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Thames Water Carrying Out £200million Upgrade at Crossness Sewage Treatment Works in East London

Thames Water logo Thames Water is carrying out a £200million upgrade at Crossness Sewage Treatment Works in east London. The improvements will enable the site to treat 44 per cent more sewage than it does now, significantly reducing the amount of storm sewage that overflows into the River Thames during heavy rainfall when the site becomes overloaded.

The project includes the installation of a wind turbine - the first ever to power a British sewage works - that will help generate up to half the energy needed to power the site. The upgrade will also see new odour controlled treatment processes and environmental enhancements.

Crossness sewage treatment works in east London The work at Crossness is part of a £650million programme to improve treatment standards and increase the volume of sewage treated at London's five major sewage treatment works - Crossness, Mogden, Beckton, Long Reach and Riverside.

Steve Shine, Thames Water's Chief Operating Officer, said:
"This work marks a fundamental step in improving the quality of London's iconic river.

"We inherited a Victorian sewerage system, which is struggling to cope with the demands of 21st century London. Since it was built, the capital's population has almost doubled, climate change is bringing less frequent but heavier rainfall and many green spaces have been concreted over, preventing natural drainage.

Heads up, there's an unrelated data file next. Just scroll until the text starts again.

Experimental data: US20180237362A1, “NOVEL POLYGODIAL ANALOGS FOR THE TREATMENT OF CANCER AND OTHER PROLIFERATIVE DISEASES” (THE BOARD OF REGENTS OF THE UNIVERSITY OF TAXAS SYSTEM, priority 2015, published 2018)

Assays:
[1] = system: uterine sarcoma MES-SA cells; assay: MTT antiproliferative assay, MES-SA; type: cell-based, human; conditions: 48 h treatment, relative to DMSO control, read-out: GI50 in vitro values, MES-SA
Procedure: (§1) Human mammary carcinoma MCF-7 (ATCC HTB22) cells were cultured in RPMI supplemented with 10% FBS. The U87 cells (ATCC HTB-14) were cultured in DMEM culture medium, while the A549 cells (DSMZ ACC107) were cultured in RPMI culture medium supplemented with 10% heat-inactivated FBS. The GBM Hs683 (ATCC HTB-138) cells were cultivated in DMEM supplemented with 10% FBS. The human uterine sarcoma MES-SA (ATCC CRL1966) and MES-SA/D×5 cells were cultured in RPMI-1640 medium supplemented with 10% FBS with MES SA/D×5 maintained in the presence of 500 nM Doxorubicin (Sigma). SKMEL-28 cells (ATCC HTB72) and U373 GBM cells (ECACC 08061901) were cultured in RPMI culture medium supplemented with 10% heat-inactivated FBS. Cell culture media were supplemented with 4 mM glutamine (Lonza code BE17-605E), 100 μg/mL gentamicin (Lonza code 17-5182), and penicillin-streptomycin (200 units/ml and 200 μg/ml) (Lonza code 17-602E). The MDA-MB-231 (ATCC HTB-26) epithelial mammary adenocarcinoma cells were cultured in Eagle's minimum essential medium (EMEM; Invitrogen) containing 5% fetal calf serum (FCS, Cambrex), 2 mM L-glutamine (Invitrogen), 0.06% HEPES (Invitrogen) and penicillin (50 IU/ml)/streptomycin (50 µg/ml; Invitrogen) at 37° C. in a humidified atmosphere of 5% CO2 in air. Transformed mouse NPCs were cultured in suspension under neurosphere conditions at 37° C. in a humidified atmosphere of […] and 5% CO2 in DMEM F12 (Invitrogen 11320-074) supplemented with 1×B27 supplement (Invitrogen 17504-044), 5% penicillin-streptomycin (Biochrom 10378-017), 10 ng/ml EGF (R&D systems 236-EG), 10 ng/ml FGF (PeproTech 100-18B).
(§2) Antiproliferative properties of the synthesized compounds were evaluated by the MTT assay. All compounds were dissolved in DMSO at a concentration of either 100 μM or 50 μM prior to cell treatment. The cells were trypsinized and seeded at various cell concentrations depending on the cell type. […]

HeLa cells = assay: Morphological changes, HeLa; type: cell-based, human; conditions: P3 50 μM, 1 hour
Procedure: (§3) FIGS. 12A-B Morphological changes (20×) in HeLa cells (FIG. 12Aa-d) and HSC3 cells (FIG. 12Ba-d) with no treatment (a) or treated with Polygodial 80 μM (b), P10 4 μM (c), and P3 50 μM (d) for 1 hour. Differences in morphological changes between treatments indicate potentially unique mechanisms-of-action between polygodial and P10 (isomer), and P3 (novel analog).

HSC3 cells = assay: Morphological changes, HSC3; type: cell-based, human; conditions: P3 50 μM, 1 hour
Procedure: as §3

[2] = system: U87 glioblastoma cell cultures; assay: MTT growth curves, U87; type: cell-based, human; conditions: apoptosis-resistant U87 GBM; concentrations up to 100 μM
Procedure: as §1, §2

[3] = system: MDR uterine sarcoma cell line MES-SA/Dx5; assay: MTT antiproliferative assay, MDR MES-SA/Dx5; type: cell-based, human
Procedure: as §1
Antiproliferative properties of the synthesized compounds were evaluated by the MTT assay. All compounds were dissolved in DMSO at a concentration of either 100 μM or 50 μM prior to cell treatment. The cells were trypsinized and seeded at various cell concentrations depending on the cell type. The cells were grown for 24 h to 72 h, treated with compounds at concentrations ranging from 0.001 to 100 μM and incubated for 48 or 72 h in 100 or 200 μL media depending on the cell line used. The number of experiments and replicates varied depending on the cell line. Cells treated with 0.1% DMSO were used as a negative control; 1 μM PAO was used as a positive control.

"Although our sewage works operate well under stable, dry weather conditions, in heavy rainfall excess flows pass through storm tanks, which provide a lower standard of treatment and overflow into the tidal stretches of the River Thames to avoid sewage backing up onto the streets or even into peoples' homes.

"The improvements at Crossness Sewage Works, which currently serves two million Londoners, will enable the site to fully treat 44 per cent more sewage arriving at the site during heavy rainfall, and allow for a six per cent population increase until 2021.

"The installation of a new wind turbine, which will be capable of powering 1000 homes, combined with the energy generated from processing sewage sludge, will help to power up to half of the site."

Before main construction starts in spring 2010, enhancement work will start at Crossness Nature Reserve and the Southern Marshes - including creating a suitable habitat for water voles and birds. Other work includes clearing vegetation ahead of the bird-nesting season, constructing a new temporary access road, and installing a temporary 70 metre-high anemometer which will provide information on wind speed ahead of detailed design of the new wind turbine, planned to be installed in 2013.

The work at Crossness forms part of Thames Water's wider London Tideway Improvements programme. This is made up of three major schemes: the Lee Tunnel, Thames Tunnel and Sewage Treatment Works Upgrades.

In April 2010, Thames Water plans to start work on the £600million Lee Tunnel project, the first of the two tunnels, which will collectively capture in excess of 32 million tonnes of sewer overflows to the River Thames each year. The four-mile tunnel will be as much as 75 metres deep, running from east London's Abbey Mills Pumping Station to Beckton Sewage Treatment Works. The seven-metre diameter tunnel - the width of three London buses - will capture sewage mixed with rainwater that would otherwise overflow into the River Lee at Abbey Mills following heavy rain.

The proposed Thames Tunnel, the bigger and more complex of the two tunnels, will run 20 miles from west London to Beckton Sewage Treatment Works, helping to prevent discharges from 34 Victorian overflow points along the River Thames. A planning application is expected to be submitted in 2011, with the tunnel being completed in 2020.

Posted 29/01/2010

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